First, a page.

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Dr Firas from 24 Hours in A&E on expecting the unexpected and being recognised in Bluewater

19.11.13 Categories: 24 Hours in A&E

Dr Firas Sa'adedin is a Consultant in Emergency Medicine and Paediatric Emergency Medicine. He has worked at King's College Hospital since 2010. 

What is your favourite thing about working in A&E and why?

From a work perspective, King’s feels like home. I was lucky enough to be a Senior House Officer here during my first A&E post. It’s crazy to think that there were only two A&E consultants working here at the time. I also come back as a Registrar during my specialist training. The staff are wonderful and are quick to embrace you as part of the team. We all pull together in the good times and the more stressful, challenging ones. I would not want to work with a different group of people.

What is the most unusual situation you’ve come across at work?

It may sound clichéd but we have to be able to expect the unexpected. I may be showing my age now but nothing seems that unusual these days.

What’s the biggest external influence on the KCH A&E, and how does it affect it?

The biggest external influence on the emergency department at King’s is the local community. We do what we do because of our patients. It is one of the reasons King’s is unique and I hope that the recent Channel 4 series has portrayed this.

What do you think is the key to being a good doctor?

Of course it is important to have good clinical knowledge when looking after patients, but the key to truly being a good doctor or nurse is to be able to put yourself in the patient’s shoes. If you are humble, kind and compassionate and listen to patients (to their opinions, wishes and needs) then you will go a long way. I always try to think to myself: how would I want my mum or daughter to be treated if, heaven forbid, they had to come to the department as a patient?

What are your interests outside work?

With work, commuting and my family, I sometimes feel that I do not have any interests left outside work. I do however love sitting in a cinema by myself having two hours escaping from all reality. If I can grab a cappuccino in a well-known coffee chain before or after then all the better!

What is your greatest ambition?

My greatest ambition is to see my three children grow up healthily and happily (and maybe even for one of them to enter the medical profession too).

If you could have any job what would it be and why?

I have always wanted to be a cruise ship doctor. Indeed I got offered such a job before declining in order to start my Emergency Medicine Specialist training. But on a more serious note, I think that I have the ideal job for me at this time of my life. If I could change one thing: I would move King’s along the A2 so that it was closer to home and my commute would be less of an ordeal. I wouldn’t have to sleep in the hospital when I was on call then!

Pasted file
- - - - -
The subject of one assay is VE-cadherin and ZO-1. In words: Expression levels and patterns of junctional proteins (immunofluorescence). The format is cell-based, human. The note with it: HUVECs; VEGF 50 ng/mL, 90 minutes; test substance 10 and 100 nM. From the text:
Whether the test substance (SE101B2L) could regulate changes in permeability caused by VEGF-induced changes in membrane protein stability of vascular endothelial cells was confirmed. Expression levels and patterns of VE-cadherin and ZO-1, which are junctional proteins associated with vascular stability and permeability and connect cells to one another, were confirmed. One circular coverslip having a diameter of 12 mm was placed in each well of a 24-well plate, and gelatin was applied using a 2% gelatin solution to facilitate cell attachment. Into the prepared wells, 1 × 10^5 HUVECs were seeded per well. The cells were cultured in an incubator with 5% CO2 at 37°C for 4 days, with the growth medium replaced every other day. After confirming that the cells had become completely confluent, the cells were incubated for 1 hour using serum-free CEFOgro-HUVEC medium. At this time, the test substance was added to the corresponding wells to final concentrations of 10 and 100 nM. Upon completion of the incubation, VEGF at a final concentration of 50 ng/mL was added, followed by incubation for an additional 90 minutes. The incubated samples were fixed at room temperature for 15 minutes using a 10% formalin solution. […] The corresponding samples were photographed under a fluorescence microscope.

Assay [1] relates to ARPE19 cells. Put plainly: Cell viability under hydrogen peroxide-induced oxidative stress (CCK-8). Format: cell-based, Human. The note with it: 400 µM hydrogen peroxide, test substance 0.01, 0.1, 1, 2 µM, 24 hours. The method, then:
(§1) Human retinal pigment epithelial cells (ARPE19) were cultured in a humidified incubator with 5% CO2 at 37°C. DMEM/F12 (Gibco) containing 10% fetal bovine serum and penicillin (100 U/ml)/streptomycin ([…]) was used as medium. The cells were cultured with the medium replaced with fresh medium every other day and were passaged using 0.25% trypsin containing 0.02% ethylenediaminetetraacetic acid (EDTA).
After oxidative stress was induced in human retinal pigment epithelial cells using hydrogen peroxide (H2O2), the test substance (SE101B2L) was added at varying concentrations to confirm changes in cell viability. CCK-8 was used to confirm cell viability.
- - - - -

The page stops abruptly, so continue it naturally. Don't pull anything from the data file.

Has featuring in 24 Hours in A&E changed anything for you?

My wife may say that being on 24 Hours in A&E has changed my ego, but the honest truth is that I do not think that it has changed anything (apart from randomly being recognised in supermarkets and Bluewater). That is always a little surreal but actually quite flattering. I am still waiting by the phone to be invited to be the next host of Embarrassing Bodies!

Do you find colleagues and/or patients act differently around the cameras?

I think that we were all certainly very wary of the cameras when they were first put up, but once you are in resus, immersed in trying to treat a patient, you soon forget that you are being filmed. It was interesting however that, after the first couple of series, some patients would ask if they were going to be filmed and seemed excited by the prospect. 

Who do you think has the hardest job at the hospital and why?

I would not wish the job of on-call Medical Registrar or Paediatric Registrar on my worst enemies. These are two of the most challenging roles for doctors in the hospital. They are dragged from department to department and have responsibility for reviewing many of the admissions and deteriorating patients scattered around the hospital. They do a grand job and I feel that they do not get praised enough for all their hard work. So I take this opportunity to say thank you to all of them now.

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